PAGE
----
Undersea Rocks Provide Fresh Insights Into The Melanesian Border Plateau’s Past
A group of geologists, oceanographers, and Earth scientists from many US and German universities have studied rocks taken from the ocean floor in 2013 in conjunction with seismic data to get additional insight into the past of the Melanesian Border Plateau. The journal Earth and Planetary Science Letters has published their research.
Seamounts, ridges, and volcanic guyots make comprise the vast (85,000 square mile) Melanesian Border Plateau on the Pacific Ocean floor, close to the Solomon Islands. The study team examined the gathered rock samples in this latest endeavour. More information regarding the history of the area dating back 120 million years was discovered by the researchers. They also discovered four separate volcanism stages in the area, each with a unique history that contributed to the characteristics seen today.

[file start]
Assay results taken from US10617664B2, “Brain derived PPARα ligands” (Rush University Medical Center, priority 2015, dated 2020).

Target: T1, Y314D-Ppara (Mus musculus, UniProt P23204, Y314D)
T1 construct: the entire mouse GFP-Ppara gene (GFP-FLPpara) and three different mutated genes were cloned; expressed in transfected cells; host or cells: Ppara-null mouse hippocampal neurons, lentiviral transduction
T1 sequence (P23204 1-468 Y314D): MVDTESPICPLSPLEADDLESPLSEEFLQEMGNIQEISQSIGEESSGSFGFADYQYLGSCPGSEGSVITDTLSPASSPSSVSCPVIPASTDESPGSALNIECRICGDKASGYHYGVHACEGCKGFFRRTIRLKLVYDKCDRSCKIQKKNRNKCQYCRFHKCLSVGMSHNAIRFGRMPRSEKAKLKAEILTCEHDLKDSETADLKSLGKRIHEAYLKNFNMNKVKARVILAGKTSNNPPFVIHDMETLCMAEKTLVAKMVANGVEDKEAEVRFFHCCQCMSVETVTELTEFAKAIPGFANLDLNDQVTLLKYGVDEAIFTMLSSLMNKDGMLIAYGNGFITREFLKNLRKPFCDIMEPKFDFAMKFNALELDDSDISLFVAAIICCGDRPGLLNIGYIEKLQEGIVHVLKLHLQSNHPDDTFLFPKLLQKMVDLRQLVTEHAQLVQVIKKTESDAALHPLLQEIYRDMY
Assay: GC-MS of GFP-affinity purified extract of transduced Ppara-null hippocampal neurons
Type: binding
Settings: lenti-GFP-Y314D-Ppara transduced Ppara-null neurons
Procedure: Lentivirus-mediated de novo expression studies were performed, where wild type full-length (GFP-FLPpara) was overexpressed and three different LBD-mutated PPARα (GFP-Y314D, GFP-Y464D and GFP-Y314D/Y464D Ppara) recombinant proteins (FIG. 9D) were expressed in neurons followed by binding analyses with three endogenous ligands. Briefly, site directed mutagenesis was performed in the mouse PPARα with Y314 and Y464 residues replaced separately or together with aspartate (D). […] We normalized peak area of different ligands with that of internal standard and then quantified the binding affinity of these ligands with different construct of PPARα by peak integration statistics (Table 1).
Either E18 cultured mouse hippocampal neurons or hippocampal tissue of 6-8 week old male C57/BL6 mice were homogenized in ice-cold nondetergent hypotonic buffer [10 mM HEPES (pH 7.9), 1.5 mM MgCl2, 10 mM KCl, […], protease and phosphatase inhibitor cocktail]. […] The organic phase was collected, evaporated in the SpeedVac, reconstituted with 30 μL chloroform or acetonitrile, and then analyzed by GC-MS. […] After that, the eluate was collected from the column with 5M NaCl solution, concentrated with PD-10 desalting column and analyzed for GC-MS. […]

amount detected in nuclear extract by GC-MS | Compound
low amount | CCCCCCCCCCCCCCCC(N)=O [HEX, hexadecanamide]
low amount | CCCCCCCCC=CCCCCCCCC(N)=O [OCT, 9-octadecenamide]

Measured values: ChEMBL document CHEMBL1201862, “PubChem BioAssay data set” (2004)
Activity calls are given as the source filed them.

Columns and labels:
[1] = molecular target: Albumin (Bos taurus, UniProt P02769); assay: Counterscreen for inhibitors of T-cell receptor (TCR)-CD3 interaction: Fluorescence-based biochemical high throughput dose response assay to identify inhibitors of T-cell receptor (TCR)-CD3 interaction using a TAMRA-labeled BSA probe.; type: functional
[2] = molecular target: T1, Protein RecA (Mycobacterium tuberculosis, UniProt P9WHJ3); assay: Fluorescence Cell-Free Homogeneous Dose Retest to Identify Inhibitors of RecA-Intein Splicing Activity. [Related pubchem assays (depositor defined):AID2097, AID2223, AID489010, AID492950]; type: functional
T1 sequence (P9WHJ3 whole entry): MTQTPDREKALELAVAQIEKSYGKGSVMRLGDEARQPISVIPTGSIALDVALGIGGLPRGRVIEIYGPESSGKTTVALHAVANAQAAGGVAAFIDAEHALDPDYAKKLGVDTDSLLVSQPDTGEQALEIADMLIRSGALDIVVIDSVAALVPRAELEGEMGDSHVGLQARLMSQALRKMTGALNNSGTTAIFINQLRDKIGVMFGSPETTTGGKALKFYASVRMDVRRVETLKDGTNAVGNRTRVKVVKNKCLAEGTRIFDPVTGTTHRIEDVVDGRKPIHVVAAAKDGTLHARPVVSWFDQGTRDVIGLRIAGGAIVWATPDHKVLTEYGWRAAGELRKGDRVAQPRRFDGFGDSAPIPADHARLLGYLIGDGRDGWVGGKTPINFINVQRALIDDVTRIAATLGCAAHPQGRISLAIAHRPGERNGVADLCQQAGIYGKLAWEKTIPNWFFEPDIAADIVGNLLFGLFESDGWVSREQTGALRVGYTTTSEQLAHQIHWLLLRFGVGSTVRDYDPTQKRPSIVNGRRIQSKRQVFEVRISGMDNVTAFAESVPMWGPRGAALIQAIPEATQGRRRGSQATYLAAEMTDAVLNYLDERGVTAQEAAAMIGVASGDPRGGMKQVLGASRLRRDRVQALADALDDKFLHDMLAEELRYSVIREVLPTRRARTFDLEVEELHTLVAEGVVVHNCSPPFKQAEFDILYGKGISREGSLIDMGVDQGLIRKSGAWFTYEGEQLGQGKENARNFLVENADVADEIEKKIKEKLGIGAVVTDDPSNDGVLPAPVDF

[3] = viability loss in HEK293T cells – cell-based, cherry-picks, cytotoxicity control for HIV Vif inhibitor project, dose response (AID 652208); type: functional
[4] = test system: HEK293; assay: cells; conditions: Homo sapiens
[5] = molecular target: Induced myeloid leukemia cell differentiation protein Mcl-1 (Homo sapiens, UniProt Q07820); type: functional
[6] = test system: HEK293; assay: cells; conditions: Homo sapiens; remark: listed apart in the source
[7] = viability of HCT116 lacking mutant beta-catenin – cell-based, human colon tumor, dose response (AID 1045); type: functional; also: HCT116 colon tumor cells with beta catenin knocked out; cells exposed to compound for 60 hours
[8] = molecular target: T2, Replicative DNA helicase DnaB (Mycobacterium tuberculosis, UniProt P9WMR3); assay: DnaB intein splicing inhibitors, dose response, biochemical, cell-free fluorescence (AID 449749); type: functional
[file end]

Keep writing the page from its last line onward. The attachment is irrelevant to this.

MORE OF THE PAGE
In 2013, the scientists conducted a five-week journey to the area in order to gather rock samples from 600 metres below the sea surface. The researchers were able to discover more about the history of the seafloor in the lab when they discovered that a large number of the rocks had been forced from beneath it by volcanic activity.
According to the rocks, a basaltic lava flood caused the plateau to begin some 120 million years ago, resulting in the creation of the Robbie Ridge. They also demonstrated how the Rurutu-Arago hotspot began to rise through the ocean floor around 45 million years ago, forming a seamount.
It’s possible that the old seamount was tall enough to break the surface. Over time, however, it eroded and became impenetrable; however, about 13 million years ago, the seamount shifted over a separate hotspot, which caused the seamount to re-erupt. On this occasion, it resulted in the creation of the modern-day Samoan Islands. Subsequently, some 3 million years ago, tectonic activity caused volcanic eruptions that altered the seafloor’s topography once more.
The researchers intend to carry out more research in order to increase our understanding of the world’s seas and map out the past of other underwater regions.